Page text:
Remember a few years ago when the NFL announced that the referees would start reviewing plays on a high definition monitor?At the time the reaction of the typical fan, who had been watching NFL games in HD at home for years was, What, they dont already do that?Now we have another instance of the worlds most successful sports league adapting a technology that most of us took to years ago. The system that coaches use to talk to the quarterback and a designated defensive player is going digital.Yes, its been a fuzzy analog signal prone to static and interference from various sources all this time even though a set of digital walkie-talkies with a crystal-clear, securely encrypted signal can be purchased at Target for less than 50. Add in a few hundred bucks to get the electronics into a football helmet and you have an expenditure that the multi-billion dollar NFL was unwilling to make.Up until now, that is. Hopefully this will prevent such glitches as a taxi dispatch calls blending into a crucial play call from Kyle Shanahan to RG3 or communications from a passing airliner coming into London Fletchers headset instead of a defensive call.
Here is what you need to know on this Tuesday, May 23, 21 days before the Washington Redskins start minicamp on May 22.
It’s been 142 days since the Redskins played a game. Their season opener against the Eagles at FedEx Field is in 110 days.
—Redskins minicamp (6/13) 21
—Training camp starts (7/27) 65
—Preseason opener @ Ravens (8/10) 79
Who will surprise in 2017?
As OTAs start today, all 90 players on the roster have something to work for. But few dozen of them don’t have to work for a job. These are players who either because of their contracts or draft status or importance to the team who are locks to make the 53-man roster. Here are the 2017 roster locks.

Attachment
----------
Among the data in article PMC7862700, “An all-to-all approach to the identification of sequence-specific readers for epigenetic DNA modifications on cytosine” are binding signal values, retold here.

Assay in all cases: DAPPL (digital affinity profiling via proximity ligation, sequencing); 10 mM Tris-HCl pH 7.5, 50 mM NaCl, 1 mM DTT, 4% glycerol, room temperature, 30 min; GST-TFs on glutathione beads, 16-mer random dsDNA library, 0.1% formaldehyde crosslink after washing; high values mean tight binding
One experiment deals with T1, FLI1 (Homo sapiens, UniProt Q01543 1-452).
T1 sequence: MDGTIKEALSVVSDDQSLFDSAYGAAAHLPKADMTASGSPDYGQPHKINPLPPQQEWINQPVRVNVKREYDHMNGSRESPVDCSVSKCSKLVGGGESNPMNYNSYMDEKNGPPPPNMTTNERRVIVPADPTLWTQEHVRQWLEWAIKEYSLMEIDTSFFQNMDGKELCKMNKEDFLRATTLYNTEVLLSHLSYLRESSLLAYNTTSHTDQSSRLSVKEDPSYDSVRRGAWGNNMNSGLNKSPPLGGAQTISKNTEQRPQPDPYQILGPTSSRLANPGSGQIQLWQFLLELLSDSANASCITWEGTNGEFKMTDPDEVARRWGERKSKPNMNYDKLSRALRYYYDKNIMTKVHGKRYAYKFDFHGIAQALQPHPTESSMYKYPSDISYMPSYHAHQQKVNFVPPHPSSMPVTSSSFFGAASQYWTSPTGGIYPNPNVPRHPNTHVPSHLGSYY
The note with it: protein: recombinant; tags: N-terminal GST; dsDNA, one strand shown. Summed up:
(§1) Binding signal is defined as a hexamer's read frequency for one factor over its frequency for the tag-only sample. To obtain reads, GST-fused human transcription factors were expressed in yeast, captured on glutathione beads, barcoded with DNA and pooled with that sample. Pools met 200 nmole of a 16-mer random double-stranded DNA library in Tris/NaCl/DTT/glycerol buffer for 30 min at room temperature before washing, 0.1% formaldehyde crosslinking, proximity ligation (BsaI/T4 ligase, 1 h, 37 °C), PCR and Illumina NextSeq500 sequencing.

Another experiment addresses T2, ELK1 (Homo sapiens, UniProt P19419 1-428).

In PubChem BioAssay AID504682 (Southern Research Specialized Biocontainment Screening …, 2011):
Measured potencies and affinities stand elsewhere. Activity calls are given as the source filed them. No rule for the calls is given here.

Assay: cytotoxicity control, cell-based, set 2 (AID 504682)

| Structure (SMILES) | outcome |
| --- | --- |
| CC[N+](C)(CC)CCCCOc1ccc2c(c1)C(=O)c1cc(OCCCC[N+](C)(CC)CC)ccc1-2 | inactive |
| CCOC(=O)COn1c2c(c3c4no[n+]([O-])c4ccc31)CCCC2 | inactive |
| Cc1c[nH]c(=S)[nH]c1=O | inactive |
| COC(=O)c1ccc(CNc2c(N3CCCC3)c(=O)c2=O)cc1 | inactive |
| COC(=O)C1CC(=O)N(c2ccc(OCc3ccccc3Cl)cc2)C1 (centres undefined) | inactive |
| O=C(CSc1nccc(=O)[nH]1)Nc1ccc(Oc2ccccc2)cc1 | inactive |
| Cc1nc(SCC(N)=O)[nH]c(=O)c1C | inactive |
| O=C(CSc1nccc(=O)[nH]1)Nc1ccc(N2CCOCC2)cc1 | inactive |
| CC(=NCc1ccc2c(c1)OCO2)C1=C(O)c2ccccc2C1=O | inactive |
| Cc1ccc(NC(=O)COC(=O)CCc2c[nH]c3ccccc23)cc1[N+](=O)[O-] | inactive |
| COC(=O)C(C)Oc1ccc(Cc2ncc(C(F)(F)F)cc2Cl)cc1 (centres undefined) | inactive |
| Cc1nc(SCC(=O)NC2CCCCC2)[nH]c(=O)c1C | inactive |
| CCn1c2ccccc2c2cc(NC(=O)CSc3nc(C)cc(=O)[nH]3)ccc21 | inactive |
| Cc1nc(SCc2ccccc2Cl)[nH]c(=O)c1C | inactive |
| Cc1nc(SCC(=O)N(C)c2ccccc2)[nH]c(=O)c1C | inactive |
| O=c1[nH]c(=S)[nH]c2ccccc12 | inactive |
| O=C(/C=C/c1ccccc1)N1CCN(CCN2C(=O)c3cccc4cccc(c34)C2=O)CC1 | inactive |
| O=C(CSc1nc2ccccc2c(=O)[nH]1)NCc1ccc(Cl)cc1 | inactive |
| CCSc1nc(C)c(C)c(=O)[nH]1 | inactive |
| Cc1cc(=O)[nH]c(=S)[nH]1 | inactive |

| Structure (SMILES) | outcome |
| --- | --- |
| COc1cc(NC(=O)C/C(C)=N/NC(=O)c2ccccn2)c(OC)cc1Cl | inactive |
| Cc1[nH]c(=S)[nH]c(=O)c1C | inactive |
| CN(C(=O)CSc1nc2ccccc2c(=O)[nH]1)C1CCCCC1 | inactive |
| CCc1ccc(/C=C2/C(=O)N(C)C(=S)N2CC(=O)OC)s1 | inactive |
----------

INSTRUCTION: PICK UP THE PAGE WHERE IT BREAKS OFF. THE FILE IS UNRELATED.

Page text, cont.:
Backs: QB’s Kirk Cousins, Colt McCoy, and Nate Sudfeld; RB’s Rob Kelley, Chris Thompson, and Samaje Perine.
I’ve had Sudfeld on the bubble ever since the Redskins drafted him but he’s past the point where they are going to give up on him and risk putting him on the practice squad. A year ago, Kelley was on the outside of the bubble and now he is a mortal lock.
WR/TE: WR’s Terrelle Pryor, Josh Doctson, Jamison Crowder; TEs Jordan Reed, Vernon Davis
Receivers Maurice Harris and Robert Davis are close to being locks but there is a lot of competition going on in the bottom of the depth chart. Jeremy Sprinkle is likely to make it as a tight end but he may have to beat out special teams stalwart Niles Paul.
O-line: OT’s Trent Williams, Morgan Moses, Ty Nsekhe, G’s Shawn Lauvao, Brandon Scherff, Arie Kouandjio; C Spencer Long
You can argue about Lauvao but the fact that the team did not draft or sign serious competition for him tells me he is safe. Someone who can back up a center is a lock to make the roster. That could be sixth-round pick Chase Roullier or a veteran plucked off waivers.
D-line: Terrell McClain, Stacy McGee, Jonathan Allen, Anthony Lanier, Ziggy Hood
Lanier will still be a project but after keeping him last year the Redskins will hang on to him again to see if he can develop into a pass-rushing threat. Matt Ioannidis could be the sixth defensive lineman but he could get beaten out.